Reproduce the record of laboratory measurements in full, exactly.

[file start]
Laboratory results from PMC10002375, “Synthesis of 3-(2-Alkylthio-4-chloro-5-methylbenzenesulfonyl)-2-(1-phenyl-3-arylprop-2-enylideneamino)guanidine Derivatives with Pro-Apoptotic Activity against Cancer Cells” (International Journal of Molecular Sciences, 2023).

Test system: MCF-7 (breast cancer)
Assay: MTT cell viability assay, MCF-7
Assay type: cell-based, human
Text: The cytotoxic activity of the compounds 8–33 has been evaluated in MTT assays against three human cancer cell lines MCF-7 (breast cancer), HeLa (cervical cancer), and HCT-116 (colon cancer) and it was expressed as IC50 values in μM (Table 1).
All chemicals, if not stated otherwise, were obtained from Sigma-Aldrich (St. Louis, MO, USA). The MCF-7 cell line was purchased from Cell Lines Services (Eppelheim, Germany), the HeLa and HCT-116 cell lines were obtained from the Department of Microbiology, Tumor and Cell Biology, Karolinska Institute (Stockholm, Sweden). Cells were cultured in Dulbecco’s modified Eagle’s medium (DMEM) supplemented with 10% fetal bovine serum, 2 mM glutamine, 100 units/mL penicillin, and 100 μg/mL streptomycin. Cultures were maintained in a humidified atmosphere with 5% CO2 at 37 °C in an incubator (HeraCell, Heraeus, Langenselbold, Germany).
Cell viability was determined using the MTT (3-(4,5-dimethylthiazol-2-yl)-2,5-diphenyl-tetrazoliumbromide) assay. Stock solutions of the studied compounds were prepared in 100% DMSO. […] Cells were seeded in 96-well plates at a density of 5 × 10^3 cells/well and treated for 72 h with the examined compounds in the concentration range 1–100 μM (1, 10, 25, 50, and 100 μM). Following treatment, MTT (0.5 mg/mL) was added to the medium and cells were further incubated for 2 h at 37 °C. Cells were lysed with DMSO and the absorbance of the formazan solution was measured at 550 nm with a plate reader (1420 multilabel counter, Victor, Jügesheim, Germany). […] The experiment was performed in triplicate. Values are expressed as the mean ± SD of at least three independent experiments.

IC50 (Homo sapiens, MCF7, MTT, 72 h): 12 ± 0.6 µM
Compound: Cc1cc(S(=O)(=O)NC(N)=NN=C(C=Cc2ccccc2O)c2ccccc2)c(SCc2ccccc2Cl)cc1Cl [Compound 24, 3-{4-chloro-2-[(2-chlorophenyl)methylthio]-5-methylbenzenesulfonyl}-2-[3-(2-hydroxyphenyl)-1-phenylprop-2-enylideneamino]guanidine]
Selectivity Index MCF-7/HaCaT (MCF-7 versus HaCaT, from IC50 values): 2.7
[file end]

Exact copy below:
Laboratory results from PMC10002375, “Synthesis of 3-(2-Alkylthio-4-chloro-5-methylbenzenesulfonyl)-2-(1-phenyl-3-arylprop-2-enylideneamino)guanidine Derivatives with Pro-Apoptotic Activity against Cancer Cells” (International Journal of Molecular Sciences, 2023).

Test system: MCF-7 (breast cancer)
Assay: MTT cell viability assay, MCF-7
Assay type: cell-based, human
Text: The cytotoxic activity of the compounds 8–33 has been evaluated in MTT assays against three human cancer cell lines MCF-7 (breast cancer), HeLa (cervical cancer), and HCT-116 (colon cancer) and it was expressed as IC50 values in μM (Table 1).
All chemicals, if not stated otherwise, were obtained from Sigma-Aldrich (St. Louis, MO, USA). The MCF-7 cell line was purchased from Cell Lines Services (Eppelheim, Germany), the HeLa and HCT-116 cell lines were obtained from the Department of Microbiology, Tumor and Cell Biology, Karolinska Institute (Stockholm, Sweden). Cells were cultured in Dulbecco’s modified Eagle’s medium (DMEM) supplemented with 10% fetal bovine serum, 2 mM glutamine, 100 units/mL penicillin, and 100 μg/mL streptomycin. Cultures were maintained in a humidified atmosphere with 5% CO2 at 37 °C in an incubator (HeraCell, Heraeus, Langenselbold, Germany).
Cell viability was determined using the MTT (3-(4,5-dimethylthiazol-2-yl)-2,5-diphenyl-tetrazoliumbromide) assay. Stock solutions of the studied compounds were prepared in 100% DMSO. […] Cells were seeded in 96-well plates at a density of 5 × 10^3 cells/well and treated for 72 h with the examined compounds in the concentration range 1–100 μM (1, 10, 25, 50, and 100 μM). Following treatment, MTT (0.5 mg/mL) was added to the medium and cells were further incubated for 2 h at 37 °C. Cells were lysed with DMSO and the absorbance of the formazan solution was measured at 550 nm with a plate reader (1420 multilabel counter, Victor, Jügesheim, Germany). […] The experiment was performed in triplicate. Values are expressed as the mean ± SD of at least three independent experiments.

IC50 (Homo sapiens, MCF7, MTT, 72 h): 12 ± 0.6 µM
Compound: Cc1cc(S(=O)(=O)NC(N)=NN=C(C=Cc2ccccc2O)c2ccccc2)c(SCc2ccccc2Cl)cc1Cl [Compound 24, 3-{4-chloro-2-[(2-chlorophenyl)methylthio]-5-methylbenzenesulfonyl}-2-[3-(2-hydroxyphenyl)-1-phenylprop-2-enylideneamino]guanidine]
Selectivity Index MCF-7/HaCaT (MCF-7 versus HaCaT, from IC50 values): 2.7